Ptolemy assumed an arrangement (hay'a) that cannot exist, and the fact that this arrangement produces in his imagination the motions that belong to the planets does not free him from the error he committed in his assumed arrangement, for the existing motions of the planets cannot be the result of an arrangement that is impossible to exist... [F]or a man to imagine a circle in the heavens, and to imagine the planet moving in it does not bring about the planet's motion.
Having pointed out the problems, Alhazen appears to have intended to resolve the contradictions he pointed out in Ptolemy in a later work. Alhazen believed there was a "true configuration" of the planets that Ptolemy had failed to grasp. He intended to complete and repair Ptolemy's system, not to replace it completely. In the Doubts Concerning Ptolemy Alhazen set out his views on the difficulty of attaining scientific knowledge and the need to question existing authorities and theories:
Truth is sought for itself [but] the truths, [he warns] are immersed in uncertainties [and the scientific authorities (such as Ptolemy, whom he greatly respected) are] not immune from error...
He held that the criticism of existing theories--which dominated this book--holds a special place in the growth of scientific knowledge.
Alhazen's The Model of the Motions of Each of the Seven Planets was written c. 1038. Only one damaged manuscript has been found, with only the introduction and the first section, on the theory of planetary motion, surviving. (There was also a second section on astronomical calculation, and a third section, on astronomical instruments.) Following on from his Doubts on Ptolemy, Alhazen described a new, geometry-based planetary model, describing the motions of the planets in terms of spherical geometry, infinitesimal geometry and trigonometry. He kept a geocentric universe and assumed that celestial motions are uniformly circular, which required the inclusion of epicycles to explain observed motion, but he managed to eliminate Ptolemy's equant. In general, his model didn't try to provide a causal explanation of the motions, but concentrated on providing a complete, geometric description that could explain observed motions without the contradictions inherent in Ptolemy's model.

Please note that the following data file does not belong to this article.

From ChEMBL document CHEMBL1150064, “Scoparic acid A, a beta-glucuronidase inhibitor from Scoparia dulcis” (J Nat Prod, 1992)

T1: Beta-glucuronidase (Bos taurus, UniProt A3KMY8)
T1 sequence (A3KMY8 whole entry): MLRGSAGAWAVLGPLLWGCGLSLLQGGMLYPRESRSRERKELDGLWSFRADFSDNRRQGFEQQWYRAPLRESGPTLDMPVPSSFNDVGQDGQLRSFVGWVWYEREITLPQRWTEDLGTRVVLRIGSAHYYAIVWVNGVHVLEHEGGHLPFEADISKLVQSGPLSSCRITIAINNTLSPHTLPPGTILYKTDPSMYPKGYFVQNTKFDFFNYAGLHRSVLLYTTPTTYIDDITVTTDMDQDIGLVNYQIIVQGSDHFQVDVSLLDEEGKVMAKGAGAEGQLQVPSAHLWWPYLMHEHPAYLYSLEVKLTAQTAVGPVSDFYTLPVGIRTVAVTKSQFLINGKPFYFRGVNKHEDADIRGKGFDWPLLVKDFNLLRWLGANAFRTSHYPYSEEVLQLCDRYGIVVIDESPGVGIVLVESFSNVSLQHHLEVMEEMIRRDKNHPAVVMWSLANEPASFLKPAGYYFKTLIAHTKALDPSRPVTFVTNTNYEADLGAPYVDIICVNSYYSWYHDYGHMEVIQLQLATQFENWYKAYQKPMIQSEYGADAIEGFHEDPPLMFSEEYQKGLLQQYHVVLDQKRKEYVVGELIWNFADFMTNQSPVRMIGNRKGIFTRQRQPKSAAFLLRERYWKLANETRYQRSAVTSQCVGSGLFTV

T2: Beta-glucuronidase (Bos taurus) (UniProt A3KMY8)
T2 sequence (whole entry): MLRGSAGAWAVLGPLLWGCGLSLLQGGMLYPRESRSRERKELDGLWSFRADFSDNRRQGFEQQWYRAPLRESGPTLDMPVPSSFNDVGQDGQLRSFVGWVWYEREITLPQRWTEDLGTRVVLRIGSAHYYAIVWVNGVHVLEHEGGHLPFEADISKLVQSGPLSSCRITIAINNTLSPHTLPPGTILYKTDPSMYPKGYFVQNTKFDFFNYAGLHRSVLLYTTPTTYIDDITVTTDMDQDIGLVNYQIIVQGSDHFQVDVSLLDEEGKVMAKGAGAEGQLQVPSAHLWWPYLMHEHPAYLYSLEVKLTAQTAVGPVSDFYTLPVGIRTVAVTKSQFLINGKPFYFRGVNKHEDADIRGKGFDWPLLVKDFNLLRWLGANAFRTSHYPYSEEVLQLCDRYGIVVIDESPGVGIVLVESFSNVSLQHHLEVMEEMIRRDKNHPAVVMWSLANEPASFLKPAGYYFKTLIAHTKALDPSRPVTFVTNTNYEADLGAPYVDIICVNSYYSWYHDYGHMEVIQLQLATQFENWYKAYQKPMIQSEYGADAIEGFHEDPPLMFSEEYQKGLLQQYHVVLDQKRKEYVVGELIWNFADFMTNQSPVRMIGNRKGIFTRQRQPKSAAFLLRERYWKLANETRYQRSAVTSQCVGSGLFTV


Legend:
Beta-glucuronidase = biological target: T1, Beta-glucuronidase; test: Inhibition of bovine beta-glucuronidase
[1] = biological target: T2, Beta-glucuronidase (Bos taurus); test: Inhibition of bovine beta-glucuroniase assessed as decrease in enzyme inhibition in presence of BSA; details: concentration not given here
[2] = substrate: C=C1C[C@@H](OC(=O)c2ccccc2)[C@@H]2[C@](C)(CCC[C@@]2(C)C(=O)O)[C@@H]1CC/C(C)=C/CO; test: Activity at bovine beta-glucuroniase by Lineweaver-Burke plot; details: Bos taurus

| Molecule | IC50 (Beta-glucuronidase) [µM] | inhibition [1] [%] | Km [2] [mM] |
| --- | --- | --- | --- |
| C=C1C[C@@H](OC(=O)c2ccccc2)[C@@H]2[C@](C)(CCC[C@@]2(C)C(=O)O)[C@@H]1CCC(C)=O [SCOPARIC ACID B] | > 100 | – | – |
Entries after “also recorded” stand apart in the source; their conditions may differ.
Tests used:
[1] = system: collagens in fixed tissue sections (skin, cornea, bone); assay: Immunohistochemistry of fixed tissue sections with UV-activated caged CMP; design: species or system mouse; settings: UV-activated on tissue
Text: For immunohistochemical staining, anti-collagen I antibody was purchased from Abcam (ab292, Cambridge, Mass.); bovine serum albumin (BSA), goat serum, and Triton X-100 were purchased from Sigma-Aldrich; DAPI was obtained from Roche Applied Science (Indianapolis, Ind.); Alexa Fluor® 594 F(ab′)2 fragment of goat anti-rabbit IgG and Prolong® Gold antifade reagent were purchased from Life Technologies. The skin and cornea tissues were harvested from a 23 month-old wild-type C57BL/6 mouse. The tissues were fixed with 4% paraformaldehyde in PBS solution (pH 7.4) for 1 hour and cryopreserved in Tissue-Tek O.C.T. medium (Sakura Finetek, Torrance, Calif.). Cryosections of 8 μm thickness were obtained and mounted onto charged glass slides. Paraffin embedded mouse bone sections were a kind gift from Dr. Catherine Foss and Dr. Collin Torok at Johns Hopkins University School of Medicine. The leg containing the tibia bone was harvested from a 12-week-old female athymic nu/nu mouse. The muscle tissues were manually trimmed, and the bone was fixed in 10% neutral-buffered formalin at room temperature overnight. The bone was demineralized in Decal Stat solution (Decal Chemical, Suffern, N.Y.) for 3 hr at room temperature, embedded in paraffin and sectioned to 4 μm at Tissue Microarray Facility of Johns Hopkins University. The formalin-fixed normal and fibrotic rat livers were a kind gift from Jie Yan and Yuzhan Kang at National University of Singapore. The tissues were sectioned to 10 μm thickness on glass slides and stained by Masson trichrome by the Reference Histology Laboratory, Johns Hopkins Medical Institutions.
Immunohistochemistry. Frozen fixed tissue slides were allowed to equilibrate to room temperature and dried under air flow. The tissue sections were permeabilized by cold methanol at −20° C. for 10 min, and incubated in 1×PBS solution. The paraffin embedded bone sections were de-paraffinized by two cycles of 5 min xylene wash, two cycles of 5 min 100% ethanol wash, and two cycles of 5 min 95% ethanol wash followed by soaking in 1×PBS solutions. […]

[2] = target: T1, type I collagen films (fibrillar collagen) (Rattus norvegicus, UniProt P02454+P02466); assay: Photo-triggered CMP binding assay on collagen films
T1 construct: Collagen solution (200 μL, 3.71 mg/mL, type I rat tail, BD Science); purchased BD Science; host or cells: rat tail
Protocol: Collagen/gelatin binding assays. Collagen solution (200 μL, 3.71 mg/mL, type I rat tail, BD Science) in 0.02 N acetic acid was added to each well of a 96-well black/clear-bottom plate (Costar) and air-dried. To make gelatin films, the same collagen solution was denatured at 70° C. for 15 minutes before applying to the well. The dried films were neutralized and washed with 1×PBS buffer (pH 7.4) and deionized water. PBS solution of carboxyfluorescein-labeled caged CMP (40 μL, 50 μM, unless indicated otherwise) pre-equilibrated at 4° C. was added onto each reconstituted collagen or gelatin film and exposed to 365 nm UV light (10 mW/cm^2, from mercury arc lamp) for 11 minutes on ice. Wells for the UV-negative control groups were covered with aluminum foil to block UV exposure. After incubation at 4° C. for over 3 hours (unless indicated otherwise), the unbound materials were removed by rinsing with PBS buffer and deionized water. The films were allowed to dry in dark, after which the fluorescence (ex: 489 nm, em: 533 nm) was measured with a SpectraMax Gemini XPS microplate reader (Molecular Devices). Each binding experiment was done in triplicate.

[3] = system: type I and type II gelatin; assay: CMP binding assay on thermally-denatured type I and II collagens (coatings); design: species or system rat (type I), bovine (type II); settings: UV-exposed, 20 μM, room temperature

Alhazen wrote a total of twenty-five astronomical works, some concerning technical issues such as Exact Determination of the Meridian, a second group concerning accurate astronomical observation, a third group concerning various astronomical problems and questions such as the location of the Milky Way; Alhazen made the first systematic effort of evaluating the Milky Way's parallax, combining Ptolemy's data and his own. He concluded that the parallax is (probably very much) smaller than Lunar parallax, and the Milky way should be a celestial object. Though he was not the first who argued that the Milky Way does not belong to the atmosphere, he is the first who did quantitative analysis for the claim. The fourth group consists of ten works on astronomical theory, including the Doubts and Model of the Motions discussed above.